We have expertise in data issues throughout the research life-cycle and can provide assistance on an array of topics, including project planning, data collection and measurement, data management, documentation, and analysis.
WE SUPPORT RESEARCH IN A VARIETY OF WAYS:
We provide expertise in data management and analysis by partnering with research projects, either on an ongoing basis or to support a specific, short-term task. We can help you create data plans, assess your data management needs, and identify data management solutions. We are also available to recommend best practices for keeping your data usable, now and into the future.
We provide consultation and assistance with data management including, but not limited to, merging data sets, performing de-identification and deductive disclosure risk assessment, creating data documentation, and creating scales and subscales.
We also consult and develop codebooks, data dictionaries, metadata, and other documentation necessary to understand data variables and constructed variables as well as the research study process.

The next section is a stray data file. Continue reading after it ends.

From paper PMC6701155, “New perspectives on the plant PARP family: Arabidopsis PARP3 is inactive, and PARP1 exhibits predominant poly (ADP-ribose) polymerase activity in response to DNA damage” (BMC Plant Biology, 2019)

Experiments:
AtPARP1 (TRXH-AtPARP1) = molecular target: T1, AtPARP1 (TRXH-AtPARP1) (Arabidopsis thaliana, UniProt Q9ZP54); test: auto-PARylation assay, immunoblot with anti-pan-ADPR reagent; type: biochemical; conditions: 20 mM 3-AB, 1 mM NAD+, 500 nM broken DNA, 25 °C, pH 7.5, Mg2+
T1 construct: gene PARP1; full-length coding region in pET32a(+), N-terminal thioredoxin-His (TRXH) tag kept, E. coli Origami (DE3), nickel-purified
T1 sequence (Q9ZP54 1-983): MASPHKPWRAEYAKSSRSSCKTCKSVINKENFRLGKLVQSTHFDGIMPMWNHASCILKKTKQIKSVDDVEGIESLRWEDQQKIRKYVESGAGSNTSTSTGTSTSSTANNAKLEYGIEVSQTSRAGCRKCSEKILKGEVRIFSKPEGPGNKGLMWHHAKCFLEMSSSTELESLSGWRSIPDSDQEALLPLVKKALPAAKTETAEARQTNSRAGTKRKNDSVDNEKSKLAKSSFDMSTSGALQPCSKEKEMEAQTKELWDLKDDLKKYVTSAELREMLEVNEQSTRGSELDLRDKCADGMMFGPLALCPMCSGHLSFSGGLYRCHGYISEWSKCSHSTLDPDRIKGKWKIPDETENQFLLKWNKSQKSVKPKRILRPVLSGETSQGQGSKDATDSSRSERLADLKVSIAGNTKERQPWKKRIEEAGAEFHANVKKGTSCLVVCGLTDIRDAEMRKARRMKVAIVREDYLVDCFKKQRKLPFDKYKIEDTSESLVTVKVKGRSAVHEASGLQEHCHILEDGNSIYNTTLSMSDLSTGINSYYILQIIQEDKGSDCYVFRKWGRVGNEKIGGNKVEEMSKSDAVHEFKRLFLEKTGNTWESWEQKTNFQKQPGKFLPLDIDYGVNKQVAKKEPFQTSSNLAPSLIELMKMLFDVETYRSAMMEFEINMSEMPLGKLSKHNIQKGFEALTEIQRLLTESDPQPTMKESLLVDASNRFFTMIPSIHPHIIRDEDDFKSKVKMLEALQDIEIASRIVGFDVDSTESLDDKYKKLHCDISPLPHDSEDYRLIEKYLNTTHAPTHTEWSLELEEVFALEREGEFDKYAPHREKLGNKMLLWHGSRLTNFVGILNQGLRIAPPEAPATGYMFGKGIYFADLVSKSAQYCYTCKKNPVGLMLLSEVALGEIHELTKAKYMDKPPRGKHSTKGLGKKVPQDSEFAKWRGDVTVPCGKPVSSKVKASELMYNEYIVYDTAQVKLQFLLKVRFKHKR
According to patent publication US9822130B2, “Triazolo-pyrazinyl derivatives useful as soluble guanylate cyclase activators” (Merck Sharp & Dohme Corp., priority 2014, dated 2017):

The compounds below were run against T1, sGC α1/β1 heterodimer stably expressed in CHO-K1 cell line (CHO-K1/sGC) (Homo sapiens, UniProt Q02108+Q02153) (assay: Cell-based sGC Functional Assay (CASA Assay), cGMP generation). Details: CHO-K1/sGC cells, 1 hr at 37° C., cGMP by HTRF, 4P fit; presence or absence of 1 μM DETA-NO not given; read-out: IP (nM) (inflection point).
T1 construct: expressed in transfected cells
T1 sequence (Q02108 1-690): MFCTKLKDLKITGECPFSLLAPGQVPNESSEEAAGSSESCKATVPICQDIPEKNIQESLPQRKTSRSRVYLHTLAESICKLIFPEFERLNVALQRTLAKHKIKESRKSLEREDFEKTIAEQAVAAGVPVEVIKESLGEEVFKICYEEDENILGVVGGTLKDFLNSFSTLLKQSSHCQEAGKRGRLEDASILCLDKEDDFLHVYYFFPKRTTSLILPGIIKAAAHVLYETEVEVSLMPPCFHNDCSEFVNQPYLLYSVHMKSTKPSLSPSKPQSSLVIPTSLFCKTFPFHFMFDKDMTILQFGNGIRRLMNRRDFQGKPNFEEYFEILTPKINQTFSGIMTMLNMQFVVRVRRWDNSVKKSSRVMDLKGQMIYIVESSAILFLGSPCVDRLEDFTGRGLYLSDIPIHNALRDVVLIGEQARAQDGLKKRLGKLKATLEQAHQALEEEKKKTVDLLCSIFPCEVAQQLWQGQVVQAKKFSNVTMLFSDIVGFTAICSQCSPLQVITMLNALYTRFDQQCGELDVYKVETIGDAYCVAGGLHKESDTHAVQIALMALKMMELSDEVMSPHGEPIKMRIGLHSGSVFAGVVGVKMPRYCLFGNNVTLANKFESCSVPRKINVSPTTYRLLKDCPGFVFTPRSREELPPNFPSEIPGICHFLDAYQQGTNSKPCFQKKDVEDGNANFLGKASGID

Need help conducting data analysis or want to discuss writing data analysis plans?
Our staff can help operationalize research questions into testable models. We have knowledge in model development, statistical procedures such as frequencies, crosstabs, and regressions as well as social network analysis (SNA), structural equation modeling (SEM), and multilevel modeling (MLM). We can also help with problems using statistical software, including SPSS, SAS, and R.
If you have received funding for a new project, but are not sure where to start, our staff can help get you up and running.
We can help with thinking about what data is to be collected and issues to consider when preparing to collect, manage, and analyze data, including determining roles and responsibilities within the project. This includes components of data management plans, but also broader concerns of data sharing and reuse.